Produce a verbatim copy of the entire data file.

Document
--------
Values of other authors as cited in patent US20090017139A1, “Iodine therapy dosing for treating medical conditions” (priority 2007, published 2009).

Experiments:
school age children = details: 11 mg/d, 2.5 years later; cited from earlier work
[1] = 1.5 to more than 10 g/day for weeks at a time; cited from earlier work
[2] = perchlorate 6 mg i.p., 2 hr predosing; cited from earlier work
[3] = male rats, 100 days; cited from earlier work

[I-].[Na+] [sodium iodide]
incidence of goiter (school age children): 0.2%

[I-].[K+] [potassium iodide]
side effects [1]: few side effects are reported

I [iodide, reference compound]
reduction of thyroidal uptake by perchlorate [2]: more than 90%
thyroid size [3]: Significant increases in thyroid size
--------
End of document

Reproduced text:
Values of other authors as cited in patent US20090017139A1, “Iodine therapy dosing for treating medical conditions” (priority 2007, published 2009).

Experiments:
school age children = details: 11 mg/d, 2.5 years later; cited from earlier work
[1] = 1.5 to more than 10 g/day for weeks at a time; cited from earlier work
[2] = perchlorate 6 mg i.p., 2 hr predosing; cited from earlier work
[3] = male rats, 100 days; cited from earlier work

[I-].[Na+] [sodium iodide]
incidence of goiter (school age children): 0.2%

[I-].[K+] [potassium iodide]
side effects [1]: few side effects are reported

I [iodide, reference compound]
reduction of thyroidal uptake by perchlorate [2]: more than 90%
thyroid size [3]: Significant increases in thyroid size